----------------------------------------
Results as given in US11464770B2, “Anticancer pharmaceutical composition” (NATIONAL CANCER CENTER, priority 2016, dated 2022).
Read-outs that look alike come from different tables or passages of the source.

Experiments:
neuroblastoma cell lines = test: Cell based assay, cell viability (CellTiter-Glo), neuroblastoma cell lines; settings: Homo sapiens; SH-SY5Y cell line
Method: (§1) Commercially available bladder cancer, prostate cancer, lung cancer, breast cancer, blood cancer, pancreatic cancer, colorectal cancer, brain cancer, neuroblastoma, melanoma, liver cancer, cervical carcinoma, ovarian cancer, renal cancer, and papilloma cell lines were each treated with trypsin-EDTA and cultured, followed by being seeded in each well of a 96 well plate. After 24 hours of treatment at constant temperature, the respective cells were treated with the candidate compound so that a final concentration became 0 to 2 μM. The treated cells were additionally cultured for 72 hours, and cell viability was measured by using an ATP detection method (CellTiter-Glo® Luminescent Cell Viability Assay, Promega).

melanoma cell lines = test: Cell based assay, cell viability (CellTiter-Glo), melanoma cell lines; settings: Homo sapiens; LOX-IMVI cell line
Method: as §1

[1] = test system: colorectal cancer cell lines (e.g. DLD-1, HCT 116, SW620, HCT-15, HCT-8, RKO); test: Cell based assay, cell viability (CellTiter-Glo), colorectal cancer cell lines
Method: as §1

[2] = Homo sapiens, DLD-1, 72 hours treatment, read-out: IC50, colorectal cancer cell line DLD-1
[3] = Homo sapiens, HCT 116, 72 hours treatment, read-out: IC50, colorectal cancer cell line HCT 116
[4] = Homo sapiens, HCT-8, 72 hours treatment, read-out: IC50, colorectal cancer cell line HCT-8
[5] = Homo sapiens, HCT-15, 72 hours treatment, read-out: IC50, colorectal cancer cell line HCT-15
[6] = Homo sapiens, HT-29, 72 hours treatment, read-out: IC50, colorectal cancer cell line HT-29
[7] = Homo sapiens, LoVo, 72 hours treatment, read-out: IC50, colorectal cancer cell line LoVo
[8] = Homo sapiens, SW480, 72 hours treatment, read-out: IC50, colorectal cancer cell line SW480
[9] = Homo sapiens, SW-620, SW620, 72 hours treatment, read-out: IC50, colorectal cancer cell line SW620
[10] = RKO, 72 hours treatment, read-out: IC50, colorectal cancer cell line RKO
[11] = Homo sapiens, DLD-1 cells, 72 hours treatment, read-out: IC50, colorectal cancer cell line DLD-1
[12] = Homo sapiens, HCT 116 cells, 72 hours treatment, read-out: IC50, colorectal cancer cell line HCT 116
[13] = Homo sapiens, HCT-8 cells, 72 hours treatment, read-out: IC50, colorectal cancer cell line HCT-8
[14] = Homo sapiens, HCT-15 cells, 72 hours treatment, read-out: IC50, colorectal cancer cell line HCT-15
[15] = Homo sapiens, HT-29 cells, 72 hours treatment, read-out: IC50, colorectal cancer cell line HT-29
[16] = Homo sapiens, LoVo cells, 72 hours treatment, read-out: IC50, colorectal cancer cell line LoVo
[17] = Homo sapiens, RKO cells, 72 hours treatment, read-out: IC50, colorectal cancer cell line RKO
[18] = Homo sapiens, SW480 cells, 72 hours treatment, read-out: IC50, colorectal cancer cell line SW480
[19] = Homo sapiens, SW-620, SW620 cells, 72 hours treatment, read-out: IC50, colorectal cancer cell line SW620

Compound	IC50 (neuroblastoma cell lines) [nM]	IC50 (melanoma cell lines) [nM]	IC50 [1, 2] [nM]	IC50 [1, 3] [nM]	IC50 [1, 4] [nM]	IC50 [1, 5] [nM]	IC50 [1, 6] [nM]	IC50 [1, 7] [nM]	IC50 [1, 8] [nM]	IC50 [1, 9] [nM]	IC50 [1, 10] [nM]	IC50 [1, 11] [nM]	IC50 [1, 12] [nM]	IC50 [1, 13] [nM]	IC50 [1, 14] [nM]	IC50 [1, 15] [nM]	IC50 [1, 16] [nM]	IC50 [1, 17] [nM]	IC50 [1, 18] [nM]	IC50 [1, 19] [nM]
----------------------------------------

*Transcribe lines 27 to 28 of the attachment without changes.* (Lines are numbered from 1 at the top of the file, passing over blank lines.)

[19] = Homo sapiens, SW-620, SW620 cells, 72 hours treatment, read-out: IC50, colorectal cancer cell line SW620

Compound	IC50 (neuroblastoma cell lines) [nM]	IC50 (melanoma cell lines) [nM]	IC50 [1, 2] [nM]	IC50 [1, 3] [nM]	IC50 [1, 4] [nM]	IC50 [1, 5] [nM]	IC50 [1, 6] [nM]	IC50 [1, 7] [nM]	IC50 [1, 8] [nM]	IC50 [1, 9] [nM]	IC50 [1, 10] [nM]	IC50 [1, 11] [nM]	IC50 [1, 12] [nM]	IC50 [1, 13] [nM]	IC50 [1, 14] [nM]	IC50 [1, 15] [nM]	IC50 [1, 16] [nM]	IC50 [1, 17] [nM]	IC50 [1, 18] [nM]	IC50 [1, 19] [nM]